Intermediate Expository Writing
I. Course Prefix/Number: EGL 210
Course Name: Intermediate Expository Writing
Credits: 3 (3 lecture; 0 lab)
III. Course (Catalog) Description
IV. Learning Objectives
1. be able to discuss with some particular references the development of rhetoric studies in the western world;
2. demonstrate proficiency in the conventions of standard written English;
3. prove capable of writing compositions that demonstrate an awareness of the traditional modes of development
4. prove capable of writing compositions that demonstrate special attention of both purpose and audience
5. prove capable of writing compositions that demonstrate the appropriate relationship between logical thinking and effective writing
6. give evidence of developing a mature and effective prose style that is capable of adjusting to various writing situations
V. Academic Integrity
• plagiarism (turning in work not written by you, or lacking proper citation),
• falsification and fabrication (lying or distorting the truth),
• helping others to cheat,
• unauthorized changes on official documents,
• pretending to be someone else or having someone else pretend to be you,
• making or accepting bribes, special favors, or threats, and
• any other behavior that violates academic integrity.
There are serious consequences to violations of the academic integrity policy. Oakton's policies and procedures provide students a fair hearing if a complaint is made against you. If you are found to have violated the policy, the minimum penalty is failure on the assignment and, a disciplinary record will be established and kept on file in the office of the Vice President for Student Affairs for a period of 3 years.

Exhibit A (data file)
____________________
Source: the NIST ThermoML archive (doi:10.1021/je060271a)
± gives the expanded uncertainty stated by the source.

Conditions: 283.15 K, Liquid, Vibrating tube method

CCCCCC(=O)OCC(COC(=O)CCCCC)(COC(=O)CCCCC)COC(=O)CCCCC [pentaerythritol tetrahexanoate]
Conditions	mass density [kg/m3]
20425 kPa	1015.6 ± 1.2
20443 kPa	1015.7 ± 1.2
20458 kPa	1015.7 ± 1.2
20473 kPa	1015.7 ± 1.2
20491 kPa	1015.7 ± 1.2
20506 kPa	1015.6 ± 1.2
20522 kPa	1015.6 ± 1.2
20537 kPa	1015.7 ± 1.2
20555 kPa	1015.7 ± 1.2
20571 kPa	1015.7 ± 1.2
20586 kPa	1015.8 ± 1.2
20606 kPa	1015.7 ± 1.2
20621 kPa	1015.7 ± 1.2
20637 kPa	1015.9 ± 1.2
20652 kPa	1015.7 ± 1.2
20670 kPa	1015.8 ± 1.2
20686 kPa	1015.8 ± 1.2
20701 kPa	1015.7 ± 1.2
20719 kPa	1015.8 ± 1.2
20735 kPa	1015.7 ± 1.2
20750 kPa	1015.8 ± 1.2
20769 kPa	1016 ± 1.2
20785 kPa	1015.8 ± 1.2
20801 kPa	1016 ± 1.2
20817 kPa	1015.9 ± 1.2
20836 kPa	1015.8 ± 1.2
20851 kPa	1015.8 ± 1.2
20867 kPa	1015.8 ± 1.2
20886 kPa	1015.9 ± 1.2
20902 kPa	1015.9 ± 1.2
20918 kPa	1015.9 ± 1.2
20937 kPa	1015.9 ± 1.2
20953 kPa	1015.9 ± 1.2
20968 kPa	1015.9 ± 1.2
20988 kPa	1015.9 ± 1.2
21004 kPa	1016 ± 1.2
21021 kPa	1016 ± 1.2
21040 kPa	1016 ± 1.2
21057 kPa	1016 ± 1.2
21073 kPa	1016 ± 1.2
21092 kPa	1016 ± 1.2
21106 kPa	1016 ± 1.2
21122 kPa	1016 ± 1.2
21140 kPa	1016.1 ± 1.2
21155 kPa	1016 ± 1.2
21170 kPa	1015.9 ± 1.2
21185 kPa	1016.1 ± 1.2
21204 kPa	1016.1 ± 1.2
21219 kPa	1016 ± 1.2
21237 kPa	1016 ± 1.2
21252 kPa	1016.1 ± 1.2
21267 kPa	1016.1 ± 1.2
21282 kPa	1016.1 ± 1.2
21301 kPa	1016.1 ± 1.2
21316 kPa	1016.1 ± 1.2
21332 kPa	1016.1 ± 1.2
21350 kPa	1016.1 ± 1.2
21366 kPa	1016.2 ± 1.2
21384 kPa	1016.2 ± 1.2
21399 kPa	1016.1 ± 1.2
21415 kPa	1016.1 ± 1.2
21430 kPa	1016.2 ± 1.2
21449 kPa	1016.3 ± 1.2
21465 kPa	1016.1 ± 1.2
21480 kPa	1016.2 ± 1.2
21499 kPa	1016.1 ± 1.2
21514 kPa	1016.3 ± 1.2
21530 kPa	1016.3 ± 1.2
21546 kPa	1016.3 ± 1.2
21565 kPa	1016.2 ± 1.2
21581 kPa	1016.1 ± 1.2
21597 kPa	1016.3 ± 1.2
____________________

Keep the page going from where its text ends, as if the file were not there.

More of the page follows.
Details of the Code of Academic Conduct can be found in the Student Handbook.
VI. Sequence of Topics
trends and developments in writing
history of rhetoric
sentence combining (transformational grammar)
VI. Modes of Development of the Essay
VII. Independent projects
students will consult with instructor on a research project suited to their specific education or career plans. Such projects might be in the area of writing and business, writing and literature, writing and education, writing and science, etc.
The outline is topical; instructors need not cover all of the topics under modes of development in the order presented, but should make some attempt at introducing the modes to the students. The length of the essays is to be determined by the instructor and the student.
VII. Methods of Instruction
Course may be taught as face-to-face, media-based, hybrid or online course.
VIII. Course Practices Required
IX. Instructional Materials
Suggested Texts: Stewart, Donald, The Versatile Writer.
Check with the Chairman for current list.
X. Methods of Evaluating Student Progress
XI. Other Course Information
For whatever information/procedures the instructor holds the student accountable.
If you have a documented learning, psychological, or physical disability you may be entitled to reasonable academic accommodations or services. To request accommodations or services, contact the Access and Disability Resource Center at the Des Plaines or Skokie campus. All students are expected to fulfill essential course requirements. The College will not waive any essential skill or requirement of a course or degree program.